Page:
Music Hates You went to the Slayer concert at Hi-Fi Buys Amphitheatre last night to pass out postcards announcing the release of our new record. We handed out 1000 of them. (That’s all I could afford to print. It wasn’t cheap.)
This sounds fairly simple on its face, but if we sort of unpack this process as an event, it becomes kind of interesting and more complex.
Promoting our band is humbling- sure, we believe in the band the way that most folks believe in going to work or working their farms or going to church- but it was a challenge to confront a thousand complete strangers (esp at a Slayer show… bear in mind that this is a subculture that reinforces antisocial behavior) and say “I am in a band called Music Hates You and we just released an album called ‘Send More Paramedics’,” over and over and over…. and in this band, I am the verbose and extroverted one. Noah, for all his onstage fury and bravado, is an intensely private person. Zach is actually kind of a shy guy, and very sensitive to The Snub. There was a possibility that last night could have ended badly- if one asshole had torn up a postcard, thrown it over his shoulder and said something snotty, we would have been in a brawl- fat lips, broken noses and ‘Hello, officer!’
Fortunately, it went well. This is the work that we do.
Increasingly, I am seeing all of what Music Hates You does through the lens of class. I am a late comer to this party. These guys have been washing dishes, roofing houses and trying to push this thing over since late 2001. Once I was tapped to join the band, I was made aware of several long-standing conflicts the band had with some of the local music establishment. You can see it alluded to in this interview:
When you were first getting started, I remember there being some tension between your band and what some might call “the establishment” of Athens: Flagpole, certain clubs, etc. How or why did that come about and how or why has it eased?
We spray-painted some shit. People freaked out. Works every time.
When I joined the band, there were certain clubs we couldn’t play, some beef with the college radio station and some rumors and innuendo about issues with the local music press. All of this old animosity was hanging around like a bad smell.
Yes, Music Hates You did spray-paint some private property and some public property- and they took every copy of the local alternative weekly out of every box in town and spray-stenciled “MUSIC HATES YOU” in the center page of every one of them, then put them back in their boxes. Some of this stuff was obnoxious. Some of it was genius. Mostly it was the kind of thing where folks would go “Ha! Those pricks! Whatever!” and be done with it. I mean, it’s rock and roll, not a cotillion. Holding a grudge against a punk band for doing punk stuff is kinda, y’know, a bit silly.
But with MHY, in some cases, the animosity lingers to this day. I ran into it firsthand at the college radio station. Upon much reflection, I don’t think it’s simply a matter of MHY not adopting the proper posture when approaching The Throne as a punk/metal band. I think it’s as much that in a college town, where the vast majority of the people who are the Tastemakers are upper-middle class collegiates, it’s that MHY are aspirants from the wrong caste.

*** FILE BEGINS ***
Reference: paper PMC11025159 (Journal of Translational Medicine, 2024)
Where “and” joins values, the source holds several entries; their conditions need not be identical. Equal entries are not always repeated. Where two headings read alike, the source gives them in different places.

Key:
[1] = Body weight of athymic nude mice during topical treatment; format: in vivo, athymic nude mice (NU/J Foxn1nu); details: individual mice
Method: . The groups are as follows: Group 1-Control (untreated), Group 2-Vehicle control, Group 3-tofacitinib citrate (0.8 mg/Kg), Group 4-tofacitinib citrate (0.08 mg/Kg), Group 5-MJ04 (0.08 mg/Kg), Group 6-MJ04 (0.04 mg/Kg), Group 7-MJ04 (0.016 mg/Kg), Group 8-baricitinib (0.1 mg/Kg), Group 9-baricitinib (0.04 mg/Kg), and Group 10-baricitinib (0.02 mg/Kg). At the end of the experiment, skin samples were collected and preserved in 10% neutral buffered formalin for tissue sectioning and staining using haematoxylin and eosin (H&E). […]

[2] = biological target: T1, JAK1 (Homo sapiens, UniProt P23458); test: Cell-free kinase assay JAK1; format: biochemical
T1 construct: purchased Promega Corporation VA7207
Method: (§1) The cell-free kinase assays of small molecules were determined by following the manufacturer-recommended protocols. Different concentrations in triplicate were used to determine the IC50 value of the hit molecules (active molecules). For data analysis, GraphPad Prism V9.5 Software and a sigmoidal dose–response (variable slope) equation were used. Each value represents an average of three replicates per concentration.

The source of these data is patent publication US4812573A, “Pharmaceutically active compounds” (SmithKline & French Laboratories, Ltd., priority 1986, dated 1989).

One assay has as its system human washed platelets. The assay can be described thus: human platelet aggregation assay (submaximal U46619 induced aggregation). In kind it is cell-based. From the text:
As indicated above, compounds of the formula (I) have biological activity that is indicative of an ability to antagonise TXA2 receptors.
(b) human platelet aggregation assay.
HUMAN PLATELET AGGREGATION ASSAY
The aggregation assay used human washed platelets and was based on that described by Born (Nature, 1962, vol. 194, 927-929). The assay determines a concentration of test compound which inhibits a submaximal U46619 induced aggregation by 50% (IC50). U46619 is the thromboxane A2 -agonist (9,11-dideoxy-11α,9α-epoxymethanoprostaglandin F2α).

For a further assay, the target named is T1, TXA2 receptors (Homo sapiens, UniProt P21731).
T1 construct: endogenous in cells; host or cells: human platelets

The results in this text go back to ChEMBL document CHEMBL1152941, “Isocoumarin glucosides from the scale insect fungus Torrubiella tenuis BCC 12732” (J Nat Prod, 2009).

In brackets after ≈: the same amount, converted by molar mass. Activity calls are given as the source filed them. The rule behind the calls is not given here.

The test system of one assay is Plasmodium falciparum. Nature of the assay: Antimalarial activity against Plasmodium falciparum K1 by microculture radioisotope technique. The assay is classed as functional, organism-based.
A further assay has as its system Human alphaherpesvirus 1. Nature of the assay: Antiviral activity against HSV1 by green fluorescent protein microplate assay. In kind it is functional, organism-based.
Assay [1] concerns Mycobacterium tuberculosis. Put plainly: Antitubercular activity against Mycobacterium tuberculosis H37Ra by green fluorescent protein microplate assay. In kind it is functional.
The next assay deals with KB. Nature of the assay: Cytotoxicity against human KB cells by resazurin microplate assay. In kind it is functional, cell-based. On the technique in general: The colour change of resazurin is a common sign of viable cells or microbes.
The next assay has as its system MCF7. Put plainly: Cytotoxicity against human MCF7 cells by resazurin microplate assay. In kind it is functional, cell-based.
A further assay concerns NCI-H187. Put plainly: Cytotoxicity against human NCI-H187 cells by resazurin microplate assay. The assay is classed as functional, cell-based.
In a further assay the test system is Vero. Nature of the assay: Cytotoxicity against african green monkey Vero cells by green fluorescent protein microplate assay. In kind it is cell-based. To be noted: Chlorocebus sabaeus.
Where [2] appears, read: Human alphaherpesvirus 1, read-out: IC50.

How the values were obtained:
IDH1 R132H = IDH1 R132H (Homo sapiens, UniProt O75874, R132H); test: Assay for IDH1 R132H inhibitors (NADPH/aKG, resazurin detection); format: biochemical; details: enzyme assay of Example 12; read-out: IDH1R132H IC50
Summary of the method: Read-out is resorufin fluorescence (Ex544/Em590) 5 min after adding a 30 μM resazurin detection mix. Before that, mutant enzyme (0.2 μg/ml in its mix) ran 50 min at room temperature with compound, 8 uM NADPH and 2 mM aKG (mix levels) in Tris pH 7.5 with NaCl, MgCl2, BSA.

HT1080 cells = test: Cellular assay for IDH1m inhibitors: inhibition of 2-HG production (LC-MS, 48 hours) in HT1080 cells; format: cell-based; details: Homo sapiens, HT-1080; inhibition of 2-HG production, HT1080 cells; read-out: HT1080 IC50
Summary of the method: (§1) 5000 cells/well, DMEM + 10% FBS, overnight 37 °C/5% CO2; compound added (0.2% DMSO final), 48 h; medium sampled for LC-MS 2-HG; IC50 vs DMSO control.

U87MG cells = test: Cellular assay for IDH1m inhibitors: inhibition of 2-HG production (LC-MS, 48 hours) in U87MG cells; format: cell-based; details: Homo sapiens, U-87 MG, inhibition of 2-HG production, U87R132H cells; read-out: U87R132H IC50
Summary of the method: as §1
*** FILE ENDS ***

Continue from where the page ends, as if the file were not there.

This sort of sniffy disdain for what we do is, I think, rooted in more than just aesthetics, though I am perfectly happy to annoy college radio effetes on whatever grounds it takes to put a burr in their panties. More than that, I think that it’s the fact that a band made of up guys who wash dishes or paint houses or fix cars might dare to believe in what we do passionately enough to promote it by any means necessary.
Self promotion? Tres louche, ¿non? “Isn’t there someone that one can PAY to do that sort of work? How disreputable!”
Metal is essentially working class music. Paul Westerberg once famously said (I am paraphrasing here because I can’t find the quote online) “Middle class kids make the best rock music. Working class kids try too hard.” I see what he’s getting it. It’s sort of like the William Butler Yeats quote: “The best lack all conviction, while the worst Are full of passionate intensity.” Taken out of context, that’s Pavement in a nutshell. It’s hard to work the ironic disdain tip when one is standing in a surging tide of Slayer fans handing out postcards as fast as possible saying “I THINK YOU’D LIKE MY BAND!”
But, like I said, it’s the work that we do, and what propels us is what lies beyond failure. We can’t take this casually and hope that someone decides we’re cool enough to sell ten thousand records that record store clerks will horde. After all, we’re not the sort of people who can fall back on grad school. Option B is the Void. Jail. Alcoholism. Crime. Institutionalization. Oblivion.
So, last night I watched my band hitch up their jeans, brace themselves for the inevitable humbling, and wade into a sea of people saying “Check us out. Here’s our MySpace page. Here’s our website. You can listen to our music there. We hope you enjoy it, because we want to be your favorite band.”
Because we do. I’m not ashamed of that.